Labour CLPs hold meetings in support of Corbyn, defying NEC

Corbyn reportedly addressed an unofficial CLP meeting in Angela Eagle's constituency


Constituency Labour Parties (CLPs) are meeting informally in halls and pubs, defying a decision by the National Executive Council to suspend CLP meetings for the duration of the leadership contest.

The NEC said its decision was a result of security fears, amid worrying levels of violence and intimidation of Labour MPs and leadership candidates.

Both Angela Eagle and Jeremy Corbyn have been receiving death threats, and a brick was thrown through the window of Eagle’s constituency office.

However, critics believe that the suspension of CLP meetings is an attack on internal party democracy, implemented to prevent Corbyn-backing local branches from voting no confidence in their MPs.

‘With Labour branch meetings suspended until after the leadership election, grassroots Labour members will continue to meet as planned to support Jeremy Corbyn,’ said James Rosen, a member of Brentford Labour.

Rosen attended an informal meeting of 41 Brentford and Isleworth Labour members, held in a local pub after the offical CLP meeting was cancelled with four hours notice.

The branch was due to debate a motion in support of Corbyn which, at the unofficial meeting, was unanimously passed.

Isleworth Labour member Salman Shaheen said:

“We want to reiterate our confidence in Jeremy and the principled values he stands for. We see him as our next prime minister. He will lead us towards achieving a fairer, kinder, more equal society.”

It’s believed that Corbyn himself addressed the meeting by speakerphone, supporting a meeting held in contravention of his own NEC’s ruling.

For all wings of the Labour Party, the suspension of CLP meetings is a worrying sign.

As Mark Brophy writes on Left Foot Forward ‘for all the evident bad blood, if members cannot sit in the same room with each other without resorting to violence then the party is finished anyway.’

6 Responses to “Labour CLPs hold meetings in support of Corbyn, defying NEC”

  1. Donie Fell

    As an outsider I am intrigued by the lengths PLP are going to to stifle debate and democracy within the Party. Where is the evidence of this widespread violence at CLP meetings? With regard to bricks through windows again where is the evidence that the perpetrator was a Corbyn supporter? Could it not have been a friend of Angela Eagles exercising dirty tricks or even Angela herself for that matter. No evidence has been produced either way but Corbyn opponents will (naturally) use it to their advantage and the mainstream media (which also opposes Corbyn) is willing and able to oblige.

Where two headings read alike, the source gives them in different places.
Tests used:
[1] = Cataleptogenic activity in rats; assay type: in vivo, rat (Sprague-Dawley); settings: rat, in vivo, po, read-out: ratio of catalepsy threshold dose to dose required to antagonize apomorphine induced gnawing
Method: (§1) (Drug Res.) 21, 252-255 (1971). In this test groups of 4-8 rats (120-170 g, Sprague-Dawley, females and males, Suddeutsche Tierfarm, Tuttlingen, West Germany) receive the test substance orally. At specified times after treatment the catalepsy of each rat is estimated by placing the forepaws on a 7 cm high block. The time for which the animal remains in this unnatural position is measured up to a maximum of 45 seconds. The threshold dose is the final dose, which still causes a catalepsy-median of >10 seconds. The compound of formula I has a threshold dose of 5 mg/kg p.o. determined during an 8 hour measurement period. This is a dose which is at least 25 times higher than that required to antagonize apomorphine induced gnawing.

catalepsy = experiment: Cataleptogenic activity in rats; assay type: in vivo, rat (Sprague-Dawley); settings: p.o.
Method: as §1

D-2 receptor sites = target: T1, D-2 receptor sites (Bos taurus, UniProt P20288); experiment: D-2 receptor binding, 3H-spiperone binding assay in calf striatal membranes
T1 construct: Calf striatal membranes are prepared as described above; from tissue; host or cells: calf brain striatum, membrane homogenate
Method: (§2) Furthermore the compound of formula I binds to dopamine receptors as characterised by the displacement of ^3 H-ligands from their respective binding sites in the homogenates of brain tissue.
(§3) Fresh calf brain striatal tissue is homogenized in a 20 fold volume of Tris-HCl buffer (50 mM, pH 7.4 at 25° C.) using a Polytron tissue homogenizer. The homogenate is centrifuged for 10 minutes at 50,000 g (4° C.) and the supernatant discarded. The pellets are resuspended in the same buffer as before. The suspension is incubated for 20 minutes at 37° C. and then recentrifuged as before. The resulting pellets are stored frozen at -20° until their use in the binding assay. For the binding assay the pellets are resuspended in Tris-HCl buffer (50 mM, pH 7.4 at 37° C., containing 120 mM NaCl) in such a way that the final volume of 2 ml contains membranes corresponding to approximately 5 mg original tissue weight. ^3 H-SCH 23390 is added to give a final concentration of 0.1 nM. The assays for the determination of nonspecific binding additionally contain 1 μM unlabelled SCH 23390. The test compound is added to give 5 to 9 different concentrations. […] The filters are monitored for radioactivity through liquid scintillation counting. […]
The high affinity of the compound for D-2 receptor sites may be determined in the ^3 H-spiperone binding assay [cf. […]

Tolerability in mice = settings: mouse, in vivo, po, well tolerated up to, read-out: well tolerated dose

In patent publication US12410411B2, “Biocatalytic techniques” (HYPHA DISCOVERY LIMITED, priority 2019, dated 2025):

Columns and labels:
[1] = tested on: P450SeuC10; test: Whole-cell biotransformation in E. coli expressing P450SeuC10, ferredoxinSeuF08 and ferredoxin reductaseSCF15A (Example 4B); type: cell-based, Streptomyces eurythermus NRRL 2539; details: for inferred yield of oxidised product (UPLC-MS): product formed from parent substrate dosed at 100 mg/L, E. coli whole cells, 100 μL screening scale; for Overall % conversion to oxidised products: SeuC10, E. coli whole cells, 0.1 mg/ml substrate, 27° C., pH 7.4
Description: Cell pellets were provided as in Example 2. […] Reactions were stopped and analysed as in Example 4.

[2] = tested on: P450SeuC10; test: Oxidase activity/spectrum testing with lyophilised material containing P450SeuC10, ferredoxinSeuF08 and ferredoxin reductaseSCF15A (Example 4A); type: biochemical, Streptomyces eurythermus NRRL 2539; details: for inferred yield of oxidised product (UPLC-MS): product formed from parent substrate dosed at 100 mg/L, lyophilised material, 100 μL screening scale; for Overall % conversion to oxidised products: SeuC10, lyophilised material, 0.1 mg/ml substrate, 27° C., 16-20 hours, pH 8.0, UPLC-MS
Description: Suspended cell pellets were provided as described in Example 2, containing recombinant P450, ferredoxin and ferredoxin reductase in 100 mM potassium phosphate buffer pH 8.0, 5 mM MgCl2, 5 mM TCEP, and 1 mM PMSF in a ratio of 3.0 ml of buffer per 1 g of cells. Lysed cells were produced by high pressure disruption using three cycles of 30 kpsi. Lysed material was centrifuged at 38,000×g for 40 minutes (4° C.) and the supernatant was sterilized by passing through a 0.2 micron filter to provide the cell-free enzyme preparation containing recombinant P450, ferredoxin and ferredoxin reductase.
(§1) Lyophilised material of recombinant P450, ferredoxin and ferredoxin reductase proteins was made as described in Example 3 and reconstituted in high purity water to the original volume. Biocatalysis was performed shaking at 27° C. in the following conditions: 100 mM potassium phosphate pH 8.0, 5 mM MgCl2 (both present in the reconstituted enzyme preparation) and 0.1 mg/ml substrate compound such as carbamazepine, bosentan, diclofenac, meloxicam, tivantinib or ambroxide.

2. Sheila Rowell

    I agree that there is no evidence that Jeremy Corbyn supporters were responsible. What about the death threats to JC and the arson attacks on his office? Could these have been supporters of Ange.a Eagle or Owen Smith. I note this wasn’t publicised. Bias media coverage is what I call it. What are you afraid of Anigella. If as you say JC is so bad as leader then the result of the ballot will prove that

  3. Delia Koczwara

    It could just be a random piece of vandalism and nothing to do with the election or politics. Shop windows often, unfortunately, have bricks thrown at them: that’s why a lot are shuttered at night!

  4. Joe Horner

    If we can’t make our feelings known in meetings, there are other (and potentially more public) ways

  5. Brian Morley

    Every CLP should hold a meeting and defy the NEC. They should invite the bbc to film and record the entire meeting without any editorial interference or pre – conditions set by anybody. The full recording should be played before a judge to see if any allegations of intimidation are true. If the meeting reaches decisions in line with fair democracy then those decisions cannot be annulled by the NEC. Surely nobody can object to such a public and transparent process.
    Such a democratic process cannot of course exclude any member unless there is a proven criminal intent. No member can be excluded unless they were so informed at the time of joining the Labour Party. Retrospective rulings should never apply as they are probably an attempt to corrupt proceedings.

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